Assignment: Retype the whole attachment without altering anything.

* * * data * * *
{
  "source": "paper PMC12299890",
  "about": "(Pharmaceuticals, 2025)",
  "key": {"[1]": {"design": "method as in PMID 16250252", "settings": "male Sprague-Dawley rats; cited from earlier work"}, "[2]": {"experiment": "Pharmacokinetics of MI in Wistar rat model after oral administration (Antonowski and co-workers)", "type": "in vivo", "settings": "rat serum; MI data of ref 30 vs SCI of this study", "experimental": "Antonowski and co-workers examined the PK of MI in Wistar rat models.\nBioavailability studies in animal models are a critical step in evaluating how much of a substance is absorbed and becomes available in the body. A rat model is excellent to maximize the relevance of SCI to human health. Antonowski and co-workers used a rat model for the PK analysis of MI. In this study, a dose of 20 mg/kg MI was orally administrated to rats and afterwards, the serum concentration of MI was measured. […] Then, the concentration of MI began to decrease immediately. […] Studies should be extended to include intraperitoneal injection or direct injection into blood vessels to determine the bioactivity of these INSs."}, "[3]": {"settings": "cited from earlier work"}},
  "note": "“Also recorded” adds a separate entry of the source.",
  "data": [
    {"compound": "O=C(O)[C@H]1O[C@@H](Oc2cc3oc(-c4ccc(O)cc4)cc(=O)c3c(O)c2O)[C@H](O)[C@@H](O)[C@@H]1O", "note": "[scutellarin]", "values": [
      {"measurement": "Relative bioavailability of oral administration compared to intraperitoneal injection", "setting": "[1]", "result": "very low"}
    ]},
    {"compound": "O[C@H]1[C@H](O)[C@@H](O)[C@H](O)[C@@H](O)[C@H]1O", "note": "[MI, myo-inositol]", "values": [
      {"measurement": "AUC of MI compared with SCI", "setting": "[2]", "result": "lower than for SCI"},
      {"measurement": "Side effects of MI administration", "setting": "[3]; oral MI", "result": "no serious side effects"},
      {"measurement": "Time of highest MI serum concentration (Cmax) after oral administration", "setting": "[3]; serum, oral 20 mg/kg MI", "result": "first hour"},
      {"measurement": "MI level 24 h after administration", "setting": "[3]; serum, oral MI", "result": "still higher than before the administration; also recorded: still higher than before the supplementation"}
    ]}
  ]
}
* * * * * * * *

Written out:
{
  "source": "paper PMC12299890",
  "about": "(Pharmaceuticals, 2025)",
  "key": {"[1]": {"design": "method as in PMID 16250252", "settings": "male Sprague-Dawley rats; cited from earlier work"}, "[2]": {"experiment": "Pharmacokinetics of MI in Wistar rat model after oral administration (Antonowski and co-workers)", "type": "in vivo", "settings": "rat serum; MI data of ref 30 vs SCI of this study", "experimental": "Antonowski and co-workers examined the PK of MI in Wistar rat models.\nBioavailability studies in animal models are a critical step in evaluating how much of a substance is absorbed and becomes available in the body. A rat model is excellent to maximize the relevance of SCI to human health. Antonowski and co-workers used a rat model for the PK analysis of MI. In this study, a dose of 20 mg/kg MI was orally administrated to rats and afterwards, the serum concentration of MI was measured. […] Then, the concentration of MI began to decrease immediately. […] Studies should be extended to include intraperitoneal injection or direct injection into blood vessels to determine the bioactivity of these INSs."}, "[3]": {"settings": "cited from earlier work"}},
  "note": "“Also recorded” adds a separate entry of the source.",
  "data": [
    {"compound": "O=C(O)[C@H]1O[C@@H](Oc2cc3oc(-c4ccc(O)cc4)cc(=O)c3c(O)c2O)[C@H](O)[C@@H](O)[C@@H]1O", "note": "[scutellarin]", "values": [
      {"measurement": "Relative bioavailability of oral administration compared to intraperitoneal injection", "setting": "[1]", "result": "very low"}
    ]},
    {"compound": "O[C@H]1[C@H](O)[C@@H](O)[C@H](O)[C@@H](O)[C@H]1O", "note": "[MI, myo-inositol]", "values": [
      {"measurement": "AUC of MI compared with SCI", "setting": "[2]", "result": "lower than for SCI"},
      {"measurement": "Side effects of MI administration", "setting": "[3]; oral MI", "result": "no serious side effects"},
      {"measurement": "Time of highest MI serum concentration (Cmax) after oral administration", "setting": "[3]; serum, oral 20 mg/kg MI", "result": "first hour"},
      {"measurement": "MI level 24 h after administration", "setting": "[3]; serum, oral MI", "result": "still higher than before the administration; also recorded: still higher than before the supplementation"}
    ]}
  ]
}